In a statement to its members, the Coalition accused SIBA of omitting its recommendations for reform of SBR, and stated that the organisation’s proposals “do not address the fundamental problem of market distortion in the small brewing sector”.
“We are delighted that the Society of Independent Brewers Association (SIBA) have accepted the need for significant reform of Small Breweries Relief (SBR) and are now going to actively campaign for it,” the statement said.
“It is good to see that SIBA have adopted a number of the proposals that the coalition developed last autumn, although they have omitted others that are essential to ensure SBR works fairly for brewers of all sizes.
“Without resolution of those issues we do not believe there will be sufficient industry consensus to push reform through and so we are repeating our original call for a Treasury review.”
The Coalition is concerned that the existing SBR scheme, and SIBA’s proposals for reform do not address what it calls the “duty differential” between small and larger brewers”.
It believes that breweries producing between 1,000 and 5,000hl a year currently enjoy uncompetitive advantages as a result of the current SBR system (these producers receive a 50% duty discount), and wants to see the upper limit at which brewers receive duty relief extended to 200,000hl.
“In the absence of the broad consensus the Treasury has requested, we believe that a Treasury call for evidence remains the only way of resolving the differing views,” the coalition said. “It allows all parties to make a submission.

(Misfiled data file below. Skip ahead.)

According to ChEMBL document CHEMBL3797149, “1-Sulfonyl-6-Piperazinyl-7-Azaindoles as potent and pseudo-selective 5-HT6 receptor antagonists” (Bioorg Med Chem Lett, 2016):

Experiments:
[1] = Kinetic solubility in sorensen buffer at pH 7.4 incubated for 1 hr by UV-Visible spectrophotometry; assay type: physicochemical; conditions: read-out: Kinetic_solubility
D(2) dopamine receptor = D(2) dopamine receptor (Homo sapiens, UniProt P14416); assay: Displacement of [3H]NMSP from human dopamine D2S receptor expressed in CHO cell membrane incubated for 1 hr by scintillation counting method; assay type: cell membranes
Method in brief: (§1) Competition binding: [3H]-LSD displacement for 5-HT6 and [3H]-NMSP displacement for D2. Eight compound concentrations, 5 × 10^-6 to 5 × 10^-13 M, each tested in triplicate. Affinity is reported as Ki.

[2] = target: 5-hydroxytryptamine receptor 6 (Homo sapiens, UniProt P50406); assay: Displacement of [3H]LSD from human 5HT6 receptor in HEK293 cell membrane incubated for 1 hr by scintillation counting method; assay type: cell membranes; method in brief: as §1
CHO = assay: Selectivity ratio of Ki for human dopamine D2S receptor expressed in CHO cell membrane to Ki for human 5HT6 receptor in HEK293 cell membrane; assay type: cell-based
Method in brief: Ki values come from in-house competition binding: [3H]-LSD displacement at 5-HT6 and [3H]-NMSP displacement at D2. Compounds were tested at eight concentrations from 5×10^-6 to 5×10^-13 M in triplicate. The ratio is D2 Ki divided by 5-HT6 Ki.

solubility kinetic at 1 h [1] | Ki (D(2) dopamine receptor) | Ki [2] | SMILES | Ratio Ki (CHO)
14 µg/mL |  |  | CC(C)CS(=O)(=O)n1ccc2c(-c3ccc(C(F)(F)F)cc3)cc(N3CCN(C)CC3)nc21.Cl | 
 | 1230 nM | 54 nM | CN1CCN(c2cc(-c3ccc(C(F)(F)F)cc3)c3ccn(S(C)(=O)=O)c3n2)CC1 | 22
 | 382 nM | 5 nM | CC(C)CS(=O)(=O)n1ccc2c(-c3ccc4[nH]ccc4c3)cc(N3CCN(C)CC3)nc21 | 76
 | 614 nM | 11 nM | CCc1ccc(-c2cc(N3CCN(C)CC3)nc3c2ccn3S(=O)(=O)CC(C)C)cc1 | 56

“Without consensus or a Treasury review we do not believe the Treasury procedures will allow them to impose a solution so there will be no change, which would be deeply frustrating for all of us.”
Areas of agreement
The Coalition added: “Where we agree with SIBA is on the key principles for SBR reform and that the cost of reform is small in comparison to the long-term benefit to the economy. We also agree on the need to bring down the overall rate of beer tax.
“The high duty rate in the UK is at the heart of the problem – more than three times higher than the EU average, ten times higher than Germany and higher than all other production costs combined for most brewers.
“This is why the 50% discount rate is so distortive as between those that have it and those that do not.”
Last week SIBA outlined its proposals for reform of SBR which included changes to the shape of the relief curve for breweries making more than 5,000 hl per year, no withdrawal of relief for any brewer below 5,000hl and an extension of the scheme to brewers up to 200,000hl as permitted under EU law.
Boththe Campaign for Real Ale (CAMRA) and the British Beer & Pub Association (BBPA) have also called for a Treasury led review of SBR.